Saturday, May 20, 2006

So Much For Separation Of Church and State

Not that we have had much lately, since we have a President that hears God speaking to him.
Religious Liberals Gain New Visibility: "The recently formed Network of Spiritual Progressives is holding a four-day conference that began Wednesday at All Souls Church in Northwest Washington. A thousand participants from 39 states are discussing a new 'Spiritual Covenant for America' and spent Thursday visiting their members of Congress. Lerner, the California-based rabbi who founded the network, said the conference is partly aimed at countering an aversion to religion among secular liberals and 'the liberal culture' of the Democratic Party. 'I can guarantee you that every Democrat running for office in 2006 and 2008 will be quoting the Bible and talking about their most recent experience in church,' he said.

The Democratic Faith Working Group, made up of 30 members of the House and scores of aides, has begun meeting monthly on Capitol Hill to discuss faith and politics, opening each session with a prayer. Its purpose is to 'work with our fellow Democrats and get them comfortable with faith issues,' said its chairman, Rep. James E. Clyburn (D-S.C.), a preacher's son who was raised in the fundamentalist Church of God.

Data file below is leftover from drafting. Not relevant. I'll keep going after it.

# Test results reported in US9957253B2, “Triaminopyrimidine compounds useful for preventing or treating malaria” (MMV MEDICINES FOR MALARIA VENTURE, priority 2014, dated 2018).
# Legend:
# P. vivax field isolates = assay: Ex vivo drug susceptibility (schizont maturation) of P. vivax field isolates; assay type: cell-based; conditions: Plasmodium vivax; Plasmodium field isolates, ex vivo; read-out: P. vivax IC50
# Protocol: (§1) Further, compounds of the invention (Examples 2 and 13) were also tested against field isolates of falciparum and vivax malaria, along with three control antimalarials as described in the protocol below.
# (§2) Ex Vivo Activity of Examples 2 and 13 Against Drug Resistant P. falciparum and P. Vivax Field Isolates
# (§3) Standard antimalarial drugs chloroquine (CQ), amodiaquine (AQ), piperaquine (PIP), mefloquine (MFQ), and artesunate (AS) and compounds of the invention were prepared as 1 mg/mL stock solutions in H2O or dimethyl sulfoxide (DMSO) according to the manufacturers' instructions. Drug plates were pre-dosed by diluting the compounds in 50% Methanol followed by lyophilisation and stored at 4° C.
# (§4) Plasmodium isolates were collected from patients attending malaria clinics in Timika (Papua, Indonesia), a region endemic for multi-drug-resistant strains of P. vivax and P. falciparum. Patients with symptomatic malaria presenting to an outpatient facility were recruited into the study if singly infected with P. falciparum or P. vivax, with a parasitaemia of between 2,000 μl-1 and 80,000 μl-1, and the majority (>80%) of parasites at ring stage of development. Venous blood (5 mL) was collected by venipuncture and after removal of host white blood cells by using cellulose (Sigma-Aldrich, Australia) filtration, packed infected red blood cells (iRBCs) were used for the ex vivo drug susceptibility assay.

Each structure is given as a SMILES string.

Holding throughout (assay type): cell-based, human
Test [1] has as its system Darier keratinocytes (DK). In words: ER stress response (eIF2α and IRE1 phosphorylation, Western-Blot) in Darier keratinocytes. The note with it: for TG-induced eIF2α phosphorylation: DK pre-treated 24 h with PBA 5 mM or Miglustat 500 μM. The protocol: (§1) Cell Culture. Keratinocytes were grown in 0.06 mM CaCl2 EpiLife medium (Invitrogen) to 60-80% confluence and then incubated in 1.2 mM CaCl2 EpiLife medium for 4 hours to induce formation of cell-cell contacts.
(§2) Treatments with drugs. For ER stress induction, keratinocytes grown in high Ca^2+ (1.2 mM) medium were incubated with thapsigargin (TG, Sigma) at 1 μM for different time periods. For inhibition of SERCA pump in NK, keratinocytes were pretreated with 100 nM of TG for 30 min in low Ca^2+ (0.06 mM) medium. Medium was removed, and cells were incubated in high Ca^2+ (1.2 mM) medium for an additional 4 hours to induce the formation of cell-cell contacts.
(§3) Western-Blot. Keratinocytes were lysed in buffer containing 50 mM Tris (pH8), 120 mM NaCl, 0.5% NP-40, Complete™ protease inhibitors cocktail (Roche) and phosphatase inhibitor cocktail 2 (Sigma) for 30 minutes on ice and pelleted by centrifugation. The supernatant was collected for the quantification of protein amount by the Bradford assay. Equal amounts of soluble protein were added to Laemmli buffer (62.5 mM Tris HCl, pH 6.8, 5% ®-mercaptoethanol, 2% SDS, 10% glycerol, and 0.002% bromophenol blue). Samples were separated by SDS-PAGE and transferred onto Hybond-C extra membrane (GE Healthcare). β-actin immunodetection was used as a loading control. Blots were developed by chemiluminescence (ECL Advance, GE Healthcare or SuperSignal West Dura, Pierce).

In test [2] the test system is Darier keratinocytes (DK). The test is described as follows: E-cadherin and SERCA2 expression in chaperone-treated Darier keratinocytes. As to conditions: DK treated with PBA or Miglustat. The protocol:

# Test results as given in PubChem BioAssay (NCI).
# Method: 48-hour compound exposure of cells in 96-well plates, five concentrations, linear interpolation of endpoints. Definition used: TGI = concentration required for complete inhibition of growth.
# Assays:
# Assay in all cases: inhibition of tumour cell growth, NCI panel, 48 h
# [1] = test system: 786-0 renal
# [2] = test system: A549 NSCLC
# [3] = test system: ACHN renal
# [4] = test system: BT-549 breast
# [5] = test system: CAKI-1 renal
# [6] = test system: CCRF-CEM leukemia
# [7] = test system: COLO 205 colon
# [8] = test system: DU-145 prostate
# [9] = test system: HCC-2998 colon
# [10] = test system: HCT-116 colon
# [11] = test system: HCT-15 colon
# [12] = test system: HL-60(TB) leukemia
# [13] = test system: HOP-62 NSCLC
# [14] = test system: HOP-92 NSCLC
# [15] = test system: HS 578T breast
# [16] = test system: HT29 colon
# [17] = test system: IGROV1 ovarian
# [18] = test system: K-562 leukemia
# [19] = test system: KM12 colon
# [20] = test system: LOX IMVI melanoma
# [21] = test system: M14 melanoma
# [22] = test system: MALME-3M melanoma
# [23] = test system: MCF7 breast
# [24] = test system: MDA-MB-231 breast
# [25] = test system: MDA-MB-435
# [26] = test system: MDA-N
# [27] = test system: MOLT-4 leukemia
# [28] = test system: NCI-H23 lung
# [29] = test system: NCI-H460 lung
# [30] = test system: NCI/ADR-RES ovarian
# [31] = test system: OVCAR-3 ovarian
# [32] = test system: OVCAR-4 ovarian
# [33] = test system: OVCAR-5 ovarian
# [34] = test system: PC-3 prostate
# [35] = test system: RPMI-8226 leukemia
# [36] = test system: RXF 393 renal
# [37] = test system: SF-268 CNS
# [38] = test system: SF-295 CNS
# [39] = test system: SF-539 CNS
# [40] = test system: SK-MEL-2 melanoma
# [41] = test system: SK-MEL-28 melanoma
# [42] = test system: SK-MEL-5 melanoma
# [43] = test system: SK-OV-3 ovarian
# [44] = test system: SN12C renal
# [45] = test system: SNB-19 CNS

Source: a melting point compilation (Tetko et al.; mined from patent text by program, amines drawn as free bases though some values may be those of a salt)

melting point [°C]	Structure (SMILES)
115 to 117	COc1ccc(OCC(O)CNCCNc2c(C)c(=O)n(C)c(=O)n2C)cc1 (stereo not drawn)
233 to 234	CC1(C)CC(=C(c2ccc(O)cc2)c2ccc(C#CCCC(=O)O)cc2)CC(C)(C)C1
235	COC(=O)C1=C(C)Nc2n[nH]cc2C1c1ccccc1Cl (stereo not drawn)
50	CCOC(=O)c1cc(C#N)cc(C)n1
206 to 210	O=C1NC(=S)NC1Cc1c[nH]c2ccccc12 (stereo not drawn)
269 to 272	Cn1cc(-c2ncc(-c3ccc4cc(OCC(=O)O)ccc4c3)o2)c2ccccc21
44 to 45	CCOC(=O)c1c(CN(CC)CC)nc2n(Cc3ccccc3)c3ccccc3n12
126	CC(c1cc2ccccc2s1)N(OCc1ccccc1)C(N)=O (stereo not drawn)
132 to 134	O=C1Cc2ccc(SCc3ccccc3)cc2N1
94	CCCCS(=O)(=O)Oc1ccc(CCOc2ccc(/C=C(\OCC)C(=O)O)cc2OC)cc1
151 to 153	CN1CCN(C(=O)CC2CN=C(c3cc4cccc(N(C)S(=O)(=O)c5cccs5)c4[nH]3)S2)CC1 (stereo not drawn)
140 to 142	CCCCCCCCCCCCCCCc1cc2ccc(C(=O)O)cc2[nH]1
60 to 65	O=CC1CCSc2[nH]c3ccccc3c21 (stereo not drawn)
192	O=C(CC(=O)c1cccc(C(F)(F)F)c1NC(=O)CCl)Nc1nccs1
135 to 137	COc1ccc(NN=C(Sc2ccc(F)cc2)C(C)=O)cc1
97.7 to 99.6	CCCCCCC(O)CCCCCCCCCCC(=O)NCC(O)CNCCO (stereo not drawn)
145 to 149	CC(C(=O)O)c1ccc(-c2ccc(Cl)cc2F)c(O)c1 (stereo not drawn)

Organizations and Web sites that meld religion and liberal politics have mushroomed since the 2004 elections, said Clinton White House chief of staff John D. Podesta. The think tank he heads, the Center for American Progress, has helped form alliances between some of these new groups -- such as Faith in Public Life, the Catholic Alliance for the Common Good and -- and long-standing organizations, such as the National Council of Churches.

For most of the 20th century -- from the Progressive era through the civil rights movement -- religious involvement in American politics was dominated by the left. That changed in the 1970s, after the Supreme Court's Roe v. Wade decision on abortion rights, the formation of the Rev. Jerry Falwell's Moral Majority, and, on the left, 'the rise of a secular, liberal, urban elite that was not particularly comfortable with religion,' said Will Marshall III, president of the Progressive Policy Institute, a Washington think tank.

According to John C. Green, an expert on religion and politics at the University of Akron, and others, the religious left cuts across almost all denominations, drawing in black churches, liberal Roman Catholics and mainline Protestants as well as Jews, Buddhists, Muslims and people who say they are 'spiritual' but not affiliated with an organized faith."
Heaven forbid that we should vote on real issues that affect the quality of people's lives. Much easier to legislate "appropriate" behavior.

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